But she and other residents say the town's Muslims and Serbs inhabit parallel worlds. They rarely socialize. Both sides, they say, hide their true emotions.
"They are very polite, they kiss me," she said. "After everything that happened, I know it's just acting."
Muslims' Savior Is Bitter
About a mile north of the Omanovic family's new guesthouse is the home of a former Serbian soldier who grew up in Srebrenica. The former soldier, a middle-aged man, asked to speak on condition of anonymity because he feared retaliation if Serbian nationalists learned that he saved two Muslims after the town's fall.
At the time of the massacre, he was an army soldier who was ordered to separate a group of mostly elderly Muslim men from a crowd of refugees and load them onto a truck, he said. He spotted two elderly Muslim men who had treated him kindly as a youth: the longtime maître d'hôtel of the local hotel restaurant and his favorite high-school teacher.
Defying a Serb who outranked him, he told the two they could stay with the women.
In a separate interview, the Muslim teacher confirmed that the man had saved his life and that of the hotel worker.
Today the former soldier is more bitter and less confident. He complained that Muslims have more jobs in the town's government, police force and factories.
Like other local Serbs, he begrudges the changes in Srebrenica and minimizes the massacre, and Serbian responsibility for it. He dismisses the vast amounts of forensic evidence and two confessions from Serbian military officers in war crimes trials, and questions the number of dead.
"Islam is financing all that," he said.
In interviews a decade ago, he expressed confidence that Bosnia's Serbs would have a separate country. But while the Muslims have returned to Srebrenica, the Serbian population has dwindled to 4,000, just a third of what it was after the war. He said the international community was forcing Serbs to live with Muslims. "We all are aware what is imposed," he said. "We are not that stupid. We understand."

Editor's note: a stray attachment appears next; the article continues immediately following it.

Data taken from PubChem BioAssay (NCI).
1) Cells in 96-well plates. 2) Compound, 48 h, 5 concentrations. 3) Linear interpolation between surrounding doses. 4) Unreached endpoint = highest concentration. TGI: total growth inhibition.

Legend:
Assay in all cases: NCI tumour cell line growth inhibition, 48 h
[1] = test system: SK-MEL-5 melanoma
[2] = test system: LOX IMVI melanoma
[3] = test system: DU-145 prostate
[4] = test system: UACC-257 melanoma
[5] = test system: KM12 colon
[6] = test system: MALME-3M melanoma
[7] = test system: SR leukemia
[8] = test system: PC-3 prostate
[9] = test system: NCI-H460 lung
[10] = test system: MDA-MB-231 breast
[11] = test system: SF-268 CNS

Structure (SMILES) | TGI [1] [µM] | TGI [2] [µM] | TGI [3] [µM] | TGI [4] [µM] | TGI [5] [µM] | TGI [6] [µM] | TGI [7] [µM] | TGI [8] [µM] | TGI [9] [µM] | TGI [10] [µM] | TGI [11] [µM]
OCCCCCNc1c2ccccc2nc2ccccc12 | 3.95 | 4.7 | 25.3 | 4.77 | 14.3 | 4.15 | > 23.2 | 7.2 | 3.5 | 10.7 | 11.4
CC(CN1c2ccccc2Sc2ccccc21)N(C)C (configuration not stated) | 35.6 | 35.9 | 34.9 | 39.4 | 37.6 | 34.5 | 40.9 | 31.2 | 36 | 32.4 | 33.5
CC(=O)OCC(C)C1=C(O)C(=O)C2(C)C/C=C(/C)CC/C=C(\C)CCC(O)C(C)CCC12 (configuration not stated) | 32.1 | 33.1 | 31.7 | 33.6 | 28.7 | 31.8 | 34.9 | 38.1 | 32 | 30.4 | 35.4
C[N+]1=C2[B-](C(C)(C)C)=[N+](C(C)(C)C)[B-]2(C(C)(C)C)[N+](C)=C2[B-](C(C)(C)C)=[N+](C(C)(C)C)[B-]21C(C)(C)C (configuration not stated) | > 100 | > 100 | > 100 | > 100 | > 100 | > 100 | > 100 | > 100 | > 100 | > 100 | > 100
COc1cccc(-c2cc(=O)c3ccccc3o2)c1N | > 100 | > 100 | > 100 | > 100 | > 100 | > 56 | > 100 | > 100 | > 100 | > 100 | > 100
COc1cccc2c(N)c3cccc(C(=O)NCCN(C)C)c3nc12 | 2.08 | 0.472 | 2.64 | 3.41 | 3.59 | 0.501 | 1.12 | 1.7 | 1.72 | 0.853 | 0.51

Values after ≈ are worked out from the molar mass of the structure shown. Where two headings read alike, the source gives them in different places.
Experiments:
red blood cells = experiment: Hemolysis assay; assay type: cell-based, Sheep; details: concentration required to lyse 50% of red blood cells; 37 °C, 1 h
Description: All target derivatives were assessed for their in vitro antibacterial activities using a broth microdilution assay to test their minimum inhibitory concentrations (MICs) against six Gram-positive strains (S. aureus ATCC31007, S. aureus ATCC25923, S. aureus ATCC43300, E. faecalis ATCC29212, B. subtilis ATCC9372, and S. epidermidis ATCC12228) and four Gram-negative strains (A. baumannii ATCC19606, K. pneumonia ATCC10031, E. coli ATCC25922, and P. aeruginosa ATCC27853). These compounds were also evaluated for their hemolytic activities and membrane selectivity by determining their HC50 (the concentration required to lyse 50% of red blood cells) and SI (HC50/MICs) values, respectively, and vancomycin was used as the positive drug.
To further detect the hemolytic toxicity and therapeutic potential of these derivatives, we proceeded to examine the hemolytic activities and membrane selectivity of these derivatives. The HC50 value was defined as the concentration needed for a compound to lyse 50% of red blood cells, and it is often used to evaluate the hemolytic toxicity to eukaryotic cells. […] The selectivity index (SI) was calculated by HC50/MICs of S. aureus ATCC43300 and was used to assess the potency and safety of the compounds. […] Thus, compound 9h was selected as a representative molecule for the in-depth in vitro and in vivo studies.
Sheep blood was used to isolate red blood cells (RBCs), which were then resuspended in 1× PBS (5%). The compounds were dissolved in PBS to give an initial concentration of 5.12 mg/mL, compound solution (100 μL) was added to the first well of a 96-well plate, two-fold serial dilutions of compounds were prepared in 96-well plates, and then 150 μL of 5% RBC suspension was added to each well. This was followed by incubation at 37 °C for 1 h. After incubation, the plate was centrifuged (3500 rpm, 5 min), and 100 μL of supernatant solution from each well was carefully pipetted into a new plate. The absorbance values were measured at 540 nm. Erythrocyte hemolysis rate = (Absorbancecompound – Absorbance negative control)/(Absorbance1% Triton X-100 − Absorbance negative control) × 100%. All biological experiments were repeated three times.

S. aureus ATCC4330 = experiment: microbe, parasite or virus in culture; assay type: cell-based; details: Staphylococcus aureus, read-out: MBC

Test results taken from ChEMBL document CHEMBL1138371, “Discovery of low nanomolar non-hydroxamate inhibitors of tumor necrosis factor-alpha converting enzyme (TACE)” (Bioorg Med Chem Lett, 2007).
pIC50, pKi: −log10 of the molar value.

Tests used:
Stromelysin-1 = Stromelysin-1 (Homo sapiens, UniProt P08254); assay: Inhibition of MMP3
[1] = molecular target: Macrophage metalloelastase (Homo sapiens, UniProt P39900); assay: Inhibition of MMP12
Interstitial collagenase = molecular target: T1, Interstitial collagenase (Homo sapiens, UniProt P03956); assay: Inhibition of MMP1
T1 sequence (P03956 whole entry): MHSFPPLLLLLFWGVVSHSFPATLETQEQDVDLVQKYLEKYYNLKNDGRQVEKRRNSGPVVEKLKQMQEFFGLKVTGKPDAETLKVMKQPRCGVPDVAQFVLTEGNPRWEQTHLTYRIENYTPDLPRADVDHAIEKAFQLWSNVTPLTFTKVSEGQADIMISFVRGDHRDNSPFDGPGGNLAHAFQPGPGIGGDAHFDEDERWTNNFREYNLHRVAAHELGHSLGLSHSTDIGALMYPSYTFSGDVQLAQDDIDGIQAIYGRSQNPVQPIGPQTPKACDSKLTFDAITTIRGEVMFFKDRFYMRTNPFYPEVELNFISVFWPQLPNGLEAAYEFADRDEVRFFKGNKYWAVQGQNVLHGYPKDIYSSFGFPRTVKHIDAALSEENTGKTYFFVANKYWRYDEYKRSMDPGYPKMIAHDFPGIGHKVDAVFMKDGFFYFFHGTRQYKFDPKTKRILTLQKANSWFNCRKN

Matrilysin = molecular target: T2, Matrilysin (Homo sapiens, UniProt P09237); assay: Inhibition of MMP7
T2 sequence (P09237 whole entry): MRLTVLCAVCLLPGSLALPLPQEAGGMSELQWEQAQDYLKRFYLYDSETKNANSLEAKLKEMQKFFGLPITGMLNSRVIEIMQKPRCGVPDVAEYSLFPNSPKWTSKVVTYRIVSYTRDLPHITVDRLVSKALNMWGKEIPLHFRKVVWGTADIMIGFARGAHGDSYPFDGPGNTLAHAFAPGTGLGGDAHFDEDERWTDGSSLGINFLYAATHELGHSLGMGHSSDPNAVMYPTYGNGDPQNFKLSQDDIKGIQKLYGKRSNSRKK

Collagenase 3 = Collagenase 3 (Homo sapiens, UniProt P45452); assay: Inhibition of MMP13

He says peacekeepers will have to stay in Bosnia until a strong economy eases tensions.
But he is cynical, too, about Serbian nationalists. At one point after the war, he was shot when he tried to break up a fight involving a Serb. Western diplomats have said the Serb is a member of one of the Serb nationalist mafias flourishing in the country.
The former soldier predicted that the man would never be punished.
"We were fighting for a system," he said, meaning a well-governed Serbian state. "This is what we get."
Dutch Soldier Can't Forget
Eight hundred miles northwest of Srebrenica, in the Netherlands, Sgt. First Class Theo Lutke, 34, thinks about the fall of the town "almost every day."
"I think I have a rucksack of experiences," he said. "This experience will always stay in the backpack."
He and other Dutch peacekeepers tried to serve as unarmed escorts for the busloads of Muslim women and children expelled from the area. But Serbian soldiers stole their blue United Nations helmets and flak jackets at gunpoint and used them to trick Muslims into surrendering. One Dutch peacekeeper was forced to climb onto a stolen United Nations vehicle, was given a rifle and taken "Muslim hunting" by the Serbs. No Muslims were found.
"I didn't know if I would come home ever," said Sergeant Lutke, who is one of a few dozen Srebrenica veterans still in the Dutch Army.
After the scale of the massacre emerged, Srebrenica became a national scandal in the Netherlands. An exhaustive investigation forced the resignation of the country's prime minister in 2002. The commander of the Dutch battalion said he moved to Spain because people in the Netherlands shouted "coward" at him on the street.
Sergeant Lutke went through his own soul-searching. "I looked in the mirror and asked myself, 'Did I do everything I could?' " He believes he did. He blames Serbian nationalists.
The Dutch government has continued deploying peacekeepers, sending troops to Macedonia, Albania, Ethiopia, Liberia, Afghanistan and Iraq.
In June 2004, the Dutch unit that served in Srebrenica was sent to southern Iraq. Four Apache attack helicopters backed the unit, firepower that Dutch military officials say could have slowed or stopped the Serbian advance on Srebrenica. A Srebrenica veteran commanded; Sergeant Lutke led a squad.
"You feel like a soldier again," he said. Yet after his patrol killed two suspected suicide bombers, flashbacks of Srebrenica filled his mind. He returned home early.
"It exploded inside me," he said, referring to the reawakened memories. "I wanted to sleep. I couldn't sleep. I couldn't."
Nicholas Wood contributed reporting from Bosnia for this article.